It’s a shame that this American version of the Japanese titan has already faded from cultural memory, because it’s probably the strongest version of its kind ever made in North America. Some of the usual criticisms of “Godzilla” movies apply here, primarily that it takes too long for the big guy to make an appearance, and that the human characters are negligible at best. This is particularly true regarding the characters here because, while the cast (which includes Bryan Cranston, Juliette Binoche and Elizabeth Olsen, among a distinguished cast of character actors and budding stars) sounds like a dream, none of them really register onscreen and all are fairly forgettable. However, my opinion is that the time it takes for Godzilla to appear makes it all the more resonant and meaningful, and the final battle is absolutely stunning: The special effects are breathtakingly good, the type of work that inspires awe at their level of detail, and they’re buoyed by tremendous sound work that gives the devastation scenes a realism that’s completely believable. Unfortunately the film it stuck somewhere between a mainstream Hollywood blockbuster that’s too slow-paced for the masses, and a semi-developed exploration of grandiose themes like the consequences of nuclear activity and environmental collapse that’s too broad for thinking audiences – but despite the collective shrug that greeted this entry, it’s a satisfying one for fans of giant monster movies and apocalyptic disaster flicks.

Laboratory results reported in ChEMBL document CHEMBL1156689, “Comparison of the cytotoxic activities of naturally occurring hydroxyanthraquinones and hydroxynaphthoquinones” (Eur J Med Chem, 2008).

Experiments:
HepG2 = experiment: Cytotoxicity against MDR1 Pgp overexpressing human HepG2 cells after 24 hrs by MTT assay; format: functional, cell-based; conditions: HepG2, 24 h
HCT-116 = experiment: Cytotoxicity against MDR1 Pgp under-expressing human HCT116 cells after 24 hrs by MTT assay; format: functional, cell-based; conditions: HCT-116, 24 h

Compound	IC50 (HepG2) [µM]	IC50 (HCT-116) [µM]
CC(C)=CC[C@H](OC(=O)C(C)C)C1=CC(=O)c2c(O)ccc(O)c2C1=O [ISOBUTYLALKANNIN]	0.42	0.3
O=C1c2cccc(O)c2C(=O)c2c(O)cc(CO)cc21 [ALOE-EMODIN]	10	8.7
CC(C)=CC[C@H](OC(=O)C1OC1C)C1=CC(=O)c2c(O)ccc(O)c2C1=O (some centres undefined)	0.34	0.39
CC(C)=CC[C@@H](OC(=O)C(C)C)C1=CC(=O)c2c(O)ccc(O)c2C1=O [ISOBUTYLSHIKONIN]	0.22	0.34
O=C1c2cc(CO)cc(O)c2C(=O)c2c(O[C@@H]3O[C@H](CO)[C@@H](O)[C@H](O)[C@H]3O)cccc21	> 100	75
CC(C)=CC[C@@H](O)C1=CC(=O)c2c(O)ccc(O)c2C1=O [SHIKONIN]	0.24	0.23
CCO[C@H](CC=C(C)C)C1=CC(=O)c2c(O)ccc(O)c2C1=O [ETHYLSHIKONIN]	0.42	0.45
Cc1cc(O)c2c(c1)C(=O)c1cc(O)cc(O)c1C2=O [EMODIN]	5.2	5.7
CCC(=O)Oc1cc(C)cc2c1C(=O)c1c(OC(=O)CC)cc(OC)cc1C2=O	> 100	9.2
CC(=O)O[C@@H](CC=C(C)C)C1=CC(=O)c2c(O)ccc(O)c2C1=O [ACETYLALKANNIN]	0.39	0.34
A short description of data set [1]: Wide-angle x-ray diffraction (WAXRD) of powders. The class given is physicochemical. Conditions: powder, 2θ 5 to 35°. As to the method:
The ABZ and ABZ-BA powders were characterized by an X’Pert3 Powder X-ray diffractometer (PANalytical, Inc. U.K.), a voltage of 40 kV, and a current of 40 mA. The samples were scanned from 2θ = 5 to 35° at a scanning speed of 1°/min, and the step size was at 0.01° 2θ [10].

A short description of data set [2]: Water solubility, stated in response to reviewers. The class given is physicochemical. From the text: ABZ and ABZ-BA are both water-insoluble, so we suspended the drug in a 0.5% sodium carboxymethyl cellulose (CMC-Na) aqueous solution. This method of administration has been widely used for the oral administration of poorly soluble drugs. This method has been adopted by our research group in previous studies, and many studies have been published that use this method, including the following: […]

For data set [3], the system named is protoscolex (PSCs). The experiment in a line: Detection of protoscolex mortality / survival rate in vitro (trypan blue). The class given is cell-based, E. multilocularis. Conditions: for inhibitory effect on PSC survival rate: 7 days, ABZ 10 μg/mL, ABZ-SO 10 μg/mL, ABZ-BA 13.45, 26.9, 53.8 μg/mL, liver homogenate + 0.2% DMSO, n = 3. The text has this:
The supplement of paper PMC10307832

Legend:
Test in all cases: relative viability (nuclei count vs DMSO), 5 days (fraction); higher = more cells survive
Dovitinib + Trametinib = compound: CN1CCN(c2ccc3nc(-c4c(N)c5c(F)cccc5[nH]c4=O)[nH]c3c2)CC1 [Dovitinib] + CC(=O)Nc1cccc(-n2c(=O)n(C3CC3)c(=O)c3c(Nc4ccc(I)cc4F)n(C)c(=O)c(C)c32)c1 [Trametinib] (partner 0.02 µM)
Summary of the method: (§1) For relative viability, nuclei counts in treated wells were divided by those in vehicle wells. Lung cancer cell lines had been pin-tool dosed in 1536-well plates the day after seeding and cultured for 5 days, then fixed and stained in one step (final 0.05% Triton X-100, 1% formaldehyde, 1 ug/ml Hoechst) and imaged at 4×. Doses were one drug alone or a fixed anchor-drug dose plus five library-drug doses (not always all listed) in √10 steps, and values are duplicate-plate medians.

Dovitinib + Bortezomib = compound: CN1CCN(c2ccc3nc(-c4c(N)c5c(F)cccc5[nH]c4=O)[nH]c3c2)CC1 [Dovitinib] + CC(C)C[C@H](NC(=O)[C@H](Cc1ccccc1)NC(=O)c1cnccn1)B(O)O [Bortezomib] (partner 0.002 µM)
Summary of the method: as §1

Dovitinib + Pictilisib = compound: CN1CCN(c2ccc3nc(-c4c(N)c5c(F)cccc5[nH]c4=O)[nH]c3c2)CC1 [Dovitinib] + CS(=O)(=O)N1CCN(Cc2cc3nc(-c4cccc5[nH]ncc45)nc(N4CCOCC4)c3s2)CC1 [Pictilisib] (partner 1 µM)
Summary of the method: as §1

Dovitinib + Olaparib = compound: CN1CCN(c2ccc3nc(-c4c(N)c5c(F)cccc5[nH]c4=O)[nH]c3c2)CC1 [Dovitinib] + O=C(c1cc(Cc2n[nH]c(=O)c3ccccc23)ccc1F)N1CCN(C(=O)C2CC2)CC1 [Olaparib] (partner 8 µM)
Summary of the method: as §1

Rating: ★★★★ (out of 5)